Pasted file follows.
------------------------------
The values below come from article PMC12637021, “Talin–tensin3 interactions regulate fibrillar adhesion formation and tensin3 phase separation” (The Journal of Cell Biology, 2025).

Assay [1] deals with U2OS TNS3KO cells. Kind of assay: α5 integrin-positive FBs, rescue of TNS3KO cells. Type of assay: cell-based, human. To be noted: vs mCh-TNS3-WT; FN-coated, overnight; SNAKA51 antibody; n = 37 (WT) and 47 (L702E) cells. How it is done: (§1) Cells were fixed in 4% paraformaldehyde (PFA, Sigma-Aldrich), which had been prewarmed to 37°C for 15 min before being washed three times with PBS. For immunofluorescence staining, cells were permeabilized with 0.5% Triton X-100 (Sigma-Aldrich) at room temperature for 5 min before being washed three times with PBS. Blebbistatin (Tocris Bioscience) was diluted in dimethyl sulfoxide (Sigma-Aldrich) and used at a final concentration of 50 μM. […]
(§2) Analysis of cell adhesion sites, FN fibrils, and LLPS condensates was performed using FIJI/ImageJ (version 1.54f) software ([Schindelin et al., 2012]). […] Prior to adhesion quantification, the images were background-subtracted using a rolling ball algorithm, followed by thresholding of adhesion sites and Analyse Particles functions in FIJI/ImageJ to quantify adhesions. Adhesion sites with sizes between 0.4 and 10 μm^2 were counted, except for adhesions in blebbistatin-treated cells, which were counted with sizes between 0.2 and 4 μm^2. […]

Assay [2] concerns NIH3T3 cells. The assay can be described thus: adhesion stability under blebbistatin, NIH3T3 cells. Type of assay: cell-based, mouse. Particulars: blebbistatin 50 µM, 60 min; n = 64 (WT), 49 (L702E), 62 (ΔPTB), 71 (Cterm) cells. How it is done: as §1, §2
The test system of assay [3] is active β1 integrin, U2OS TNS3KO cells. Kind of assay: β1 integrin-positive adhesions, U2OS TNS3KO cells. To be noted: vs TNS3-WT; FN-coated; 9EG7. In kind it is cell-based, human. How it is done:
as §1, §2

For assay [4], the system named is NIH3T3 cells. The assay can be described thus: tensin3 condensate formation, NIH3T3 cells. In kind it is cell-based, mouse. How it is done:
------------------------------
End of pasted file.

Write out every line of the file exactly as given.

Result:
The values below come from article PMC12637021, “Talin–tensin3 interactions regulate fibrillar adhesion formation and tensin3 phase separation” (The Journal of Cell Biology, 2025).

Assay [1] deals with U2OS TNS3KO cells. Kind of assay: α5 integrin-positive FBs, rescue of TNS3KO cells. Type of assay: cell-based, human. To be noted: vs mCh-TNS3-WT; FN-coated, overnight; SNAKA51 antibody; n = 37 (WT) and 47 (L702E) cells. How it is done: (§1) Cells were fixed in 4% paraformaldehyde (PFA, Sigma-Aldrich), which had been prewarmed to 37°C for 15 min before being washed three times with PBS. For immunofluorescence staining, cells were permeabilized with 0.5% Triton X-100 (Sigma-Aldrich) at room temperature for 5 min before being washed three times with PBS. Blebbistatin (Tocris Bioscience) was diluted in dimethyl sulfoxide (Sigma-Aldrich) and used at a final concentration of 50 μM. […]
(§2) Analysis of cell adhesion sites, FN fibrils, and LLPS condensates was performed using FIJI/ImageJ (version 1.54f) software ([Schindelin et al., 2012]). […] Prior to adhesion quantification, the images were background-subtracted using a rolling ball algorithm, followed by thresholding of adhesion sites and Analyse Particles functions in FIJI/ImageJ to quantify adhesions. Adhesion sites with sizes between 0.4 and 10 μm^2 were counted, except for adhesions in blebbistatin-treated cells, which were counted with sizes between 0.2 and 4 μm^2. […]

Assay [2] concerns NIH3T3 cells. The assay can be described thus: adhesion stability under blebbistatin, NIH3T3 cells. Type of assay: cell-based, mouse. Particulars: blebbistatin 50 µM, 60 min; n = 64 (WT), 49 (L702E), 62 (ΔPTB), 71 (Cterm) cells. How it is done: as §1, §2
The test system of assay [3] is active β1 integrin, U2OS TNS3KO cells. Kind of assay: β1 integrin-positive adhesions, U2OS TNS3KO cells. To be noted: vs TNS3-WT; FN-coated; 9EG7. In kind it is cell-based, human. How it is done:
as §1, §2

For assay [4], the system named is NIH3T3 cells. The assay can be described thus: tensin3 condensate formation, NIH3T3 cells. In kind it is cell-based, mouse. How it is done: